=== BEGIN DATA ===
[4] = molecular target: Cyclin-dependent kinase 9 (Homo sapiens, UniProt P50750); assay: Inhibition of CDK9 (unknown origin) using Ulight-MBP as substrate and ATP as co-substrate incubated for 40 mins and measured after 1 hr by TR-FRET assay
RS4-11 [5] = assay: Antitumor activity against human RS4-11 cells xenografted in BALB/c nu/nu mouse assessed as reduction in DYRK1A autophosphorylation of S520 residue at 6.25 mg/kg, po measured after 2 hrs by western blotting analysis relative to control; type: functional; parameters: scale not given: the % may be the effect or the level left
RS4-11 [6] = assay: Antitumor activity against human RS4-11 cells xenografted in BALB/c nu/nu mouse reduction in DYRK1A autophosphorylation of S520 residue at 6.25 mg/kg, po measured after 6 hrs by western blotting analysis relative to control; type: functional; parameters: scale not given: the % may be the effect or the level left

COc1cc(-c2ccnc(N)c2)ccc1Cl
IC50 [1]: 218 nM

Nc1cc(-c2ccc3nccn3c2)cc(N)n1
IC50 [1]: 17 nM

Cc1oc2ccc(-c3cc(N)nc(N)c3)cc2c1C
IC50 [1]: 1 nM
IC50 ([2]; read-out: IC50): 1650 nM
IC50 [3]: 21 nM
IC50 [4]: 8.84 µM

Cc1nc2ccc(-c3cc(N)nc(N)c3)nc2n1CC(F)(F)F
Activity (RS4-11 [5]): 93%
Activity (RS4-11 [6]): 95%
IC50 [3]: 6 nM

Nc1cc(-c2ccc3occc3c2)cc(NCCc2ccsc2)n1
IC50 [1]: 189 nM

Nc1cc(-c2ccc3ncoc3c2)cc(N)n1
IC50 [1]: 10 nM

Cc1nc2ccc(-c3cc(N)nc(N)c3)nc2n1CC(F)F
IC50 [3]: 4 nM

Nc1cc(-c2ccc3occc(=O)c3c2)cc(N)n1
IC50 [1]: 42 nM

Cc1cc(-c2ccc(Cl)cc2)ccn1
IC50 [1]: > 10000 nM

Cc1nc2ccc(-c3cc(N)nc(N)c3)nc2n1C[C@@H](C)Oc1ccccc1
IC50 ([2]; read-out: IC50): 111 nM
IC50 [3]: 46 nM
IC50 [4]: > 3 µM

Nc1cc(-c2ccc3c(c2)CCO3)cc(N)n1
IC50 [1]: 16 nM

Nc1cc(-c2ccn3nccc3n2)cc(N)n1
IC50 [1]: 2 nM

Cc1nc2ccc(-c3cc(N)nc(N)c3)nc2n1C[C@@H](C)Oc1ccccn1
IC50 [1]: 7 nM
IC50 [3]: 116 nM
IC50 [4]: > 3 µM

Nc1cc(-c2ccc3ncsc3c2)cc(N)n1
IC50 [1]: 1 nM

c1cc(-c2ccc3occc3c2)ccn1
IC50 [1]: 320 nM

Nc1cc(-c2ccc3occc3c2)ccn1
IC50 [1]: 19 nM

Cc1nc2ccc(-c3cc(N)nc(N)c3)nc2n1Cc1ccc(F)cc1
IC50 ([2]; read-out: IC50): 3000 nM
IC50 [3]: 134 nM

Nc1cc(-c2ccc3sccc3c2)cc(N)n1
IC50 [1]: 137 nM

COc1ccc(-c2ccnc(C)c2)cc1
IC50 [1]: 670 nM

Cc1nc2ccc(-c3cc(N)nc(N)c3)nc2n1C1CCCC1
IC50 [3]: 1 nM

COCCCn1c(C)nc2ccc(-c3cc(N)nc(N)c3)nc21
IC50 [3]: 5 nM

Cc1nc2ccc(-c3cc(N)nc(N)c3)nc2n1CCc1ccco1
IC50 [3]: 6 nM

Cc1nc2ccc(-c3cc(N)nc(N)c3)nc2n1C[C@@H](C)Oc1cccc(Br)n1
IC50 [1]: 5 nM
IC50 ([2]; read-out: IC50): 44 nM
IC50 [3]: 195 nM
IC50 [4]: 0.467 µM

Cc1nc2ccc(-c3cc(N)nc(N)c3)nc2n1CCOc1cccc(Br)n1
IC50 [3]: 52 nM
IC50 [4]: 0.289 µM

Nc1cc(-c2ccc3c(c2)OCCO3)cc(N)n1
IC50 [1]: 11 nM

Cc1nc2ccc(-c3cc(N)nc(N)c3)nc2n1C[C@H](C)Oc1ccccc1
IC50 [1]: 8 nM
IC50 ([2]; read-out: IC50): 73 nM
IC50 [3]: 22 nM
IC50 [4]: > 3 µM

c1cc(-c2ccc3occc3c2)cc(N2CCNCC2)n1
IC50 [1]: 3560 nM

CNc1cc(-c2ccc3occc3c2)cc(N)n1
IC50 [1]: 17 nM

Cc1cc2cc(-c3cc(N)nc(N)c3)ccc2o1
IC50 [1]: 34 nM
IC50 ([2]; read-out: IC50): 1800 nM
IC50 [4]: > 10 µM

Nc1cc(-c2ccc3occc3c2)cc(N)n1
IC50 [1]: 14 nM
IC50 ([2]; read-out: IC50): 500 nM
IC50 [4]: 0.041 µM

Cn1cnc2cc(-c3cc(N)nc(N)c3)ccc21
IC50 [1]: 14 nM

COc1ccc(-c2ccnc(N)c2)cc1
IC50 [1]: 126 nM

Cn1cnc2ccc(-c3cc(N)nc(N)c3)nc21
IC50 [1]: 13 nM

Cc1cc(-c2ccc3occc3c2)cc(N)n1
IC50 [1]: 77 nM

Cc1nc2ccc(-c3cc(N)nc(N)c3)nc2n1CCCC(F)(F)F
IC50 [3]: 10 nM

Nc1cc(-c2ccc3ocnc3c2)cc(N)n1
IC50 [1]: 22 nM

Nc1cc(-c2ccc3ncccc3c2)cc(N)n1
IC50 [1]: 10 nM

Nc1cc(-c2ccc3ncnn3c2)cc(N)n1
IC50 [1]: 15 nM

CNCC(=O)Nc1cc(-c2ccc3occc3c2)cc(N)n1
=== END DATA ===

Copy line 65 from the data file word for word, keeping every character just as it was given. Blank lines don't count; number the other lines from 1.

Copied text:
IC50 [4]: 0.289 µM